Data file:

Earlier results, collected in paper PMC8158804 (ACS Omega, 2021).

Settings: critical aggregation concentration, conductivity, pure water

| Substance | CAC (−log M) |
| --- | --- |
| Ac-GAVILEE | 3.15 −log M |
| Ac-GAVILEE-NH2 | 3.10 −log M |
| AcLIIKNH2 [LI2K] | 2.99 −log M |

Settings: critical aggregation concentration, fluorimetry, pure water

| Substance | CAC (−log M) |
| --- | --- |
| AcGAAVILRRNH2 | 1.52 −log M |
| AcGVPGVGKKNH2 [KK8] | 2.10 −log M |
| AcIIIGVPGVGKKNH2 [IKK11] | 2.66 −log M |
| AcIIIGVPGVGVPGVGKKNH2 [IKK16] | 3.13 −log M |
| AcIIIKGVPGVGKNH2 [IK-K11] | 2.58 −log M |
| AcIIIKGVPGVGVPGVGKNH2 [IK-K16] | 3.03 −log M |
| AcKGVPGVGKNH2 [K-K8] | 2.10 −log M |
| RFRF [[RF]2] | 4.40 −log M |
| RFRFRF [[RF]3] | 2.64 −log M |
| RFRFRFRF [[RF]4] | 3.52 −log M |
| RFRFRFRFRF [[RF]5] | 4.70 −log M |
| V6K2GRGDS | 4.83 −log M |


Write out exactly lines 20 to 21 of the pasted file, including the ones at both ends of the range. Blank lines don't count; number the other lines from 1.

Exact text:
| RFRFRFRF [[RF]4] | 3.52 −log M |
| RFRFRFRFRF [[RF]5] | 4.70 −log M |